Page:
There's little that compares to the Vietnam Memorial's emotional power, but I am equally drawn to the Adams Memorial by August Saint Gaudens in Rock Creek Cemetary. And I definatley have faith in your ability to learn the difference, without having to cast judgement over which one requires a superior intellect. That's assuming you see your self as an average person.

by Thayer-D on Sep 30, 2011 7:36 am • linkreport

@Thayer-D 'There's little that compares to the Vietnam Memorial's emotional power, but I am equally drawn to the Adams Memorial by August Saint Gaudens in Rock Creek Cemetary.'

So why criticize the fact that 'the predoniant genre of civic sculpture since WWII has been abstract? What's 50 or 60 years in the scheme of things? The pendelum will inevitably and unquestionably swing back the other way at some point. Maybe not in our lifetimes, but so what. Isn't there plenty of the August Saint Gaudens style around? And if you really want to see a new monument in that style, can't you spearhead an effort to get us one in some city park (or public property plaza of a private building)? ... or better yet, do something to help get these 'in storage' at Ft. Washington sculptures back on public display?

by Lance on Sep 30, 2011 8:25 am • linkreport

Thanks so much for this! we can now proceed to reunite the various parts of this fountain. I am inquiring with National Park Service. Bests Councilmember Jim Graham

by CM Jim Graham on Sep 30, 2011 8:31 am • linkreport

Oh Lance, you're starting to grasp for straws now. I guess I'll have to wait for the pendulum to swing back to "my" side rather than assume we can walk and chew gum at the same time. By the way, where would you say the pendulum is in the music world?, or better yet, why are you still trying to claim you know where the "pendulum" ought to be?

I'm not interested in your "endless ideological arguments" when most "average" people I know don't even give two cents. How about we both "spearhead" a movement that says our modern world doesn't need to be stuffed in to a catagory from which we all must act. Isn't that typically done by historians once they can see the rear view mirror more clearly? While I wouldn't say your use of rhetorical devices is very original, it sure is above average.

by Thayer-D on Sep 30, 2011 9:08 am • linkreport

I grew up exploring fort washington as a kid. Battery Emory was our favorite. Clearly childhood memories can't be entirely trusted, but i feel like there were more than these two statues stored there. As funny note on my age, my friends and i planned on using battery Emory, and the other facilities at Fort Washington as secret partisan bases after the cleary impending soviet invasion. Thanks for bringing back fond memories, and hopefully introducing Fort Washington to new explorers. I just wish there was a way to determine what else was stored there.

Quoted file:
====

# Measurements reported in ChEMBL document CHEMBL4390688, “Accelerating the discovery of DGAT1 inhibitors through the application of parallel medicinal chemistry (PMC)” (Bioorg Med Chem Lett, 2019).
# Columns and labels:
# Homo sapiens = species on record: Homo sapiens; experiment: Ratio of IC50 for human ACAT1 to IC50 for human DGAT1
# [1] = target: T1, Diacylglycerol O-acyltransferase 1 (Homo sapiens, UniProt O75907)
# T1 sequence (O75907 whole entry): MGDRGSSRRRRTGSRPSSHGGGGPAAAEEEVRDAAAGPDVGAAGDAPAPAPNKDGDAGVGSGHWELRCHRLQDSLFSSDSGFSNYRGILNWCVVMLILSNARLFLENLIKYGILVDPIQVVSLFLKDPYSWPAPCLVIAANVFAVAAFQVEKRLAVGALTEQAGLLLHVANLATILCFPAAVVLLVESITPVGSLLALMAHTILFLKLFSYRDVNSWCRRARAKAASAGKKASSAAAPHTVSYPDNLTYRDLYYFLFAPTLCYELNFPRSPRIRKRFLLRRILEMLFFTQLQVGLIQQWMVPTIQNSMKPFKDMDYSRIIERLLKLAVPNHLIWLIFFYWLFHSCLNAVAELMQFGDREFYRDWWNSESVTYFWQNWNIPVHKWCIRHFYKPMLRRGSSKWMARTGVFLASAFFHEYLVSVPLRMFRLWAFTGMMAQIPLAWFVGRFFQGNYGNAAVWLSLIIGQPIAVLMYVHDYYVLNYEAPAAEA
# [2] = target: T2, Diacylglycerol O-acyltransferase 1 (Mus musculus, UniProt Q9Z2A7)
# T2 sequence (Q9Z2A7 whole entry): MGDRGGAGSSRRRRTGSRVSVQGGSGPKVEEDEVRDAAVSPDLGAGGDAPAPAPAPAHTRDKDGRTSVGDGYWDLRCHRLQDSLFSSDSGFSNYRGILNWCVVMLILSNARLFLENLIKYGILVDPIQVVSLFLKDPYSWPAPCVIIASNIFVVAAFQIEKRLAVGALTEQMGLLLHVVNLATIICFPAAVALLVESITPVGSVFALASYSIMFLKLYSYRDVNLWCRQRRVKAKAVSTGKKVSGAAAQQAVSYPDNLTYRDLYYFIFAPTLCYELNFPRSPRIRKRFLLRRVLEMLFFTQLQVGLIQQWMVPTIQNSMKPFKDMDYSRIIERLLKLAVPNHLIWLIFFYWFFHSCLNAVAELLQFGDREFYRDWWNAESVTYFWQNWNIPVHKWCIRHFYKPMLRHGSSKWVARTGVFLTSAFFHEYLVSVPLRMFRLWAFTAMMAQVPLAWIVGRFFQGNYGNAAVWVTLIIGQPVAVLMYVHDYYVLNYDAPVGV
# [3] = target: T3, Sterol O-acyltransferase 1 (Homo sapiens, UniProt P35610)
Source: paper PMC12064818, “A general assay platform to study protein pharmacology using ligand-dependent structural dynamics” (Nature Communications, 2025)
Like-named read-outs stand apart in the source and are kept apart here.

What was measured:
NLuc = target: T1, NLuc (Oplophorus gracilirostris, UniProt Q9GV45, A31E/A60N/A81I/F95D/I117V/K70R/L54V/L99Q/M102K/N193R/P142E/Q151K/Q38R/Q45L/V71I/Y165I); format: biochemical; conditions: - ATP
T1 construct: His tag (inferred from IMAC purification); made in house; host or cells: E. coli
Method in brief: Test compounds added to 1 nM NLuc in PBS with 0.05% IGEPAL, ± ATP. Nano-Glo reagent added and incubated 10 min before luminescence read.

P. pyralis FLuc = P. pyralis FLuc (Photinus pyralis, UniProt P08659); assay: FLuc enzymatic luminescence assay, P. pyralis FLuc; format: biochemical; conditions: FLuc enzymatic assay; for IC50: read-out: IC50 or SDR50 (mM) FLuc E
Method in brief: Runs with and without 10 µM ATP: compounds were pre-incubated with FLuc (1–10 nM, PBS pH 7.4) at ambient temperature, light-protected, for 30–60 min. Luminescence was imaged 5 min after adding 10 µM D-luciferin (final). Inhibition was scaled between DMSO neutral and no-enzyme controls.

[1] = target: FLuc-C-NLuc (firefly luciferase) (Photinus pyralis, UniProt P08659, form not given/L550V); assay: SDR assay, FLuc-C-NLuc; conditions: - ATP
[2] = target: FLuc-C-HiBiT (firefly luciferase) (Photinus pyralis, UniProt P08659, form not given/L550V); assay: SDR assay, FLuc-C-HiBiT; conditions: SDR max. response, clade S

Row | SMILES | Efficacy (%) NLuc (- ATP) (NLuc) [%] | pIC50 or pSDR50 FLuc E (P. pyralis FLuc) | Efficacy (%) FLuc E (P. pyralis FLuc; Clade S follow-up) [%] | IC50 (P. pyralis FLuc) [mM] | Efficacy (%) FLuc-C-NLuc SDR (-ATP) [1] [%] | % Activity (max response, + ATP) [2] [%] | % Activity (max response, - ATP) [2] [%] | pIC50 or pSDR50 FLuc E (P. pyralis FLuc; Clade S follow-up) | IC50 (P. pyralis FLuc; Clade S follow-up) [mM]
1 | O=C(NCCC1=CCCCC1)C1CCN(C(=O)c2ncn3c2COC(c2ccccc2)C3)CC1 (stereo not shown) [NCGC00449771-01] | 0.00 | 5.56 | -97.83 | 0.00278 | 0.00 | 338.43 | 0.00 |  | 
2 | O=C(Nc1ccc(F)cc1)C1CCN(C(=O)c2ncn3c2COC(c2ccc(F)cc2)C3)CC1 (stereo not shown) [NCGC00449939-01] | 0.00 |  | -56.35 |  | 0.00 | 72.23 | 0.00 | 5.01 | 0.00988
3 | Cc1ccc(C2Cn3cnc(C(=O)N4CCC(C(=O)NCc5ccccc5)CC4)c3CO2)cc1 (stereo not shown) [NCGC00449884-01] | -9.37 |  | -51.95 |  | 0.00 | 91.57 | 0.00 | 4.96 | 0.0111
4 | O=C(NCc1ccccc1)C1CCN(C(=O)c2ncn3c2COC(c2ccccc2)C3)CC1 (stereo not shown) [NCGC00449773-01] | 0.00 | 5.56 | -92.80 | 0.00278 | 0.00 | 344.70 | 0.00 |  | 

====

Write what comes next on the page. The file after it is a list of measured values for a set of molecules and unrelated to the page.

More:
by Tonyt the pug on Sep 30, 2011 11:45 am • linkreport

Actually, this may be something of small enough consequence that EHN could help us out. I'll send her office a letter.

by andrew on Sep 30, 2011 12:15 pm • linkreport

Rebuild Truxton Circle!

by North Capitol on Sep 30, 2011 2:56 pm • linkreport

Let's get it back...I always wondered exactly where it was.

Gwen Southerland, Chair
McMillan Advisory Group

by Gwen Southerland on Oct 1, 2011 12:44 am • linkreport


Congratulations on discovering the provenance of the Truxton Circle fountain! The fountain is clearly delineated as being at the intersections of Pennsylvania, M and 28th on the Hopkins 1887 "Atlas of Washington."

The Evening Critic newspaper of January 11, 1882 refers to it in a description of the upcoming St. Patrick's Day parade, "...Pennsylvania avenue to Georgetown, around the fountain over M street bridge to Twenty-sixth street..."

If any photographs or drawings of this fountain sited in Georgetown are extant, they are probably buried somewhere in the National Archives as the property upon which it sat was a federal reservation.

by Jerry A. McCoy on Oct 3, 2011 1:04 pm • linkreport

It would be great to see these brought back from the 'grave'! There are plenty of parks and green spaces which have never benefited from fountains so it would be nice to see them have a home in an underserved area of the city.

by Ash on Oct 20, 2011 6:30 pm • linkreport

I've been commissioned to create a mural in Truxton. I've been researching the fountain to incorporate in the mural and have not found many clear images. Could you email me any images you have? Your articles are extremely interesting and have helped get the vibe of the neighborhood and its history. So sad that some of the structure was discarded the way it was.

by McNamara Design on Nov 9, 2015 1:46 pm • linkreport